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Cavs Notes

Jim Ingraham: Cavaliers getting really good at being bad

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    Cavaliers rookie point guard Collin Sexton walks off the court after another lopsided loss Jan. 5, this time to the Pelicans in Cleveland.

    AP

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From the Department of “You’re Going the Wrong Way!” guess which Cleveland team owns this log for its season so far: Lost 6, won 1, lost 5, won 1, lost 3, won 2 (!), lost 4, won 1, lost 2, won 1, lost 2, won 1, lost 1, won 1, lost 12.

Go ahead, take a guess. I’ll wait.

Give up? It’s the Cavs! Post-LeBron.

And they’re not even tanking! This is them. Imagine if they were tanking. But they’re not. This is all they’ve got. Add it up and it’s 8-35. In other words, the Cavs could win their next 26 games in a row and they’d still have a losing record.

They are 8-35. But to be fair, the last 12 losses have come in a row. Prior to that little slump they were a much-more respectable 8-23. Today they are a much-less respectable 8-35. That’s a winning percentage of .186.

The worst winning percentage in Cavs history is .183, by the 1970-71 team — the first season of the Cavs’ existence — and the 1981-82 team, which put a tattered bow on its season by losing the last 19 games in a row.

Both those Cavs teams went 15-67. The current Cavs are 8-35, so it’s a horse race — “And down the stretch they come!”

Through 43 games this season the Cavs are 8-35. Through 43 games in 1970-71 the Cavs were 5-38, and the 1981-82 Cavs were 9-34. So, yes, Mr. and Mrs. Moondog, you may be witnessing history.

Not even the 2002-03 Cavs, the team before LeBron showed up, nor the 2010-11 team, the first season after he left, were as bad as the Cavs this season. The 2002-03 Cavs went 17-65 (.207), while the 2010-11 team went 19-63 (.232).

So with the Cavs playing at a .186 clip, there is a very real possibility that this edition of the team may go down in infamy. Because if you have a winning percentage of .186, you also have a losing percentage of .814. I’m no Gregg Popovich, but I don’t think that’s very good.

Here’s what is good. Well, maybe not good, but weird: three of the Cavs’ eight wins have come against three of the best teams in the league: Philadelphia, Houston and Indiana. Go figure! The Cavs actually beat the Sixers and Rockets in the span of 24 hours, on Nov. 23 and 24. Currently the Cavs haven’t won a game in 288 hours.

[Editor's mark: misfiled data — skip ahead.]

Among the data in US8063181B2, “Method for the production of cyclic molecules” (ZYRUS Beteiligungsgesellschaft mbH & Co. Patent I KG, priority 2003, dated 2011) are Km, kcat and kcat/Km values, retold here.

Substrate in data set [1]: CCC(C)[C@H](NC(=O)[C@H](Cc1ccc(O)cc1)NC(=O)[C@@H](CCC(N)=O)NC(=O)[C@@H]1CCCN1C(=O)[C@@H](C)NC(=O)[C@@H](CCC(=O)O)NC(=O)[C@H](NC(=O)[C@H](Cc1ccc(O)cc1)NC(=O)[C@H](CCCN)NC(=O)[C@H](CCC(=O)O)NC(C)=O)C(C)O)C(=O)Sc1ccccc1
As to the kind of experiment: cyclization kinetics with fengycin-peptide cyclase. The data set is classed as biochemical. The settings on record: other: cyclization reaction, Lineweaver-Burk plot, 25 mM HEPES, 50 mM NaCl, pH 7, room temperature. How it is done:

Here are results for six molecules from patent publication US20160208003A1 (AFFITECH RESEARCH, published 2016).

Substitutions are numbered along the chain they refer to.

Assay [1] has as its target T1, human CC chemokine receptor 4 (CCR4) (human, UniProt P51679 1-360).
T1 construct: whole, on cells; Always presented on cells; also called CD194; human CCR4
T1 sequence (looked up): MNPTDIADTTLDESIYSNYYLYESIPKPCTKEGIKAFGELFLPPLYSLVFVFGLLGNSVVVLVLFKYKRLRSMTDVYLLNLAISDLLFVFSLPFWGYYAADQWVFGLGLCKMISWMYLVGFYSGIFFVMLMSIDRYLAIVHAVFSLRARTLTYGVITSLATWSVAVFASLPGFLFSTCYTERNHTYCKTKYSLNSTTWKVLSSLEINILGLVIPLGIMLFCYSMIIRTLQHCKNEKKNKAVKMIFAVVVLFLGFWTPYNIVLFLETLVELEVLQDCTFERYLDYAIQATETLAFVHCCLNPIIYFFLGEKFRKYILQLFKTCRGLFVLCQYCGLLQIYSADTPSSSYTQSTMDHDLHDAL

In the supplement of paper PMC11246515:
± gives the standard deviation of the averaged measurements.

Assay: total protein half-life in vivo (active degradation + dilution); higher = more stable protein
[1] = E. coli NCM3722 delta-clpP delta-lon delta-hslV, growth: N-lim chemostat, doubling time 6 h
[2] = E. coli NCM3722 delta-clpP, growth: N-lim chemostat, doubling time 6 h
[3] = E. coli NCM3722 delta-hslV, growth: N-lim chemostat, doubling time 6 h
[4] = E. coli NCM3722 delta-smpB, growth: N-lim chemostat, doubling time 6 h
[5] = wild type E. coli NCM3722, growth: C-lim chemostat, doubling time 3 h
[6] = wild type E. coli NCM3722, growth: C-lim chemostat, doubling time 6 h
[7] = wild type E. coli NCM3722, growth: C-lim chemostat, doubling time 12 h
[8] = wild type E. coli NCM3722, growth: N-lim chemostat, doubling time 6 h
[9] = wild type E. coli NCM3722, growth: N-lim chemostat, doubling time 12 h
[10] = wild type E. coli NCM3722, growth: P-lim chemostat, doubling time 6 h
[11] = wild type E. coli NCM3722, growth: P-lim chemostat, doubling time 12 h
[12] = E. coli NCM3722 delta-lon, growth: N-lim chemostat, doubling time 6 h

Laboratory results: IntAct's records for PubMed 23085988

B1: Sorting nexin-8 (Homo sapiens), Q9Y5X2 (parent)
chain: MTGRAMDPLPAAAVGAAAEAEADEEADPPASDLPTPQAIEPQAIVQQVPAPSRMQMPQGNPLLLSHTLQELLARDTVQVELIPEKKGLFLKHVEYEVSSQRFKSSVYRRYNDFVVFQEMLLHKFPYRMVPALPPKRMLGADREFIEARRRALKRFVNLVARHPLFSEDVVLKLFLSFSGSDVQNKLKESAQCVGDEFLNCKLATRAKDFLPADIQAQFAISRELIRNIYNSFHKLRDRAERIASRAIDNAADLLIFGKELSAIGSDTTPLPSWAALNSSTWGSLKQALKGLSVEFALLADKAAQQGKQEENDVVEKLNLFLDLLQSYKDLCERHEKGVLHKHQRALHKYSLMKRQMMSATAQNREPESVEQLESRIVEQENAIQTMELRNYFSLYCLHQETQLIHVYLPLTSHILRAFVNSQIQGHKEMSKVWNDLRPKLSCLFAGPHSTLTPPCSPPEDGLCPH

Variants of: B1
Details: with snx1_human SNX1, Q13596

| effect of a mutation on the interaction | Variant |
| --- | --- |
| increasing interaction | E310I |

In those wins over Philly and Houston, the Cavs must have left it all on the floor, because since then they are 4-21 (.160). Their longest winning streak this season is two games. Their second-longest winning streak is one game, done six times. They have no third-longest winning streak.

Most of their games range from bad to difficult-to-watch. The last two losses, to New Orleans and Houston, fell into the latter category. The Cavs averaged 118 points per game in the two games — the league’s highest scoring team, the Warriors, average 117 points per game — but the Cavs were still blown out in both games.

Why? Because they gave up an average of 140.5 points per game, which is more than 30 points higher than the league average. The Pelicans scored 100 points in the first three quarters. The Rockets scored 113 points in the first three quarters. James Harden had a triple-double and didn’t play at all in the fourth quarter.

Simply put, the Cavs can’t guard anyone. Opposing teams have a .493 field goal percentage against Cleveland. That’s 10 points worse than any other NBA team. No team gives up more dunks or layups than the Cavs. In some games it seems like that’s all they give up.

Part of it is injuries. Part of it is the roster, about one-third of which is a revolving door of fringe NBA players. Part of it is a result of the seemingly endless run of blowout losses that would deflate the morale of any team. But the biggest part of it is that minor little detail that LeBron is no longer on the team.

His MVP case this year is best made by looking at what he left behind. The team LeBron took to the Finals last year might be, this year without him, the worst Cavs team in history. The Cavs won more games in the first three rounds of the playoffs last season (12) than they’ve won in 43 games this year.

The wins aren’t going to come, but I do have a suggestion for making the games more watchable:

Bring back J.R. Smith!

What’s the worst that could happen? It’s already happened. LeBron left, and the games are unwatchable. At this point the Cavs and their fans could use some laughs and some buckets.

Who cares if J.R. forgets the score again? These days we’re all trying to forget the Cavs’ scores.

Contact Jim Ingraham at (440) 329-7135 or jingraham4@gmail.com and follow him @Jim_Ingraham on Twitter.


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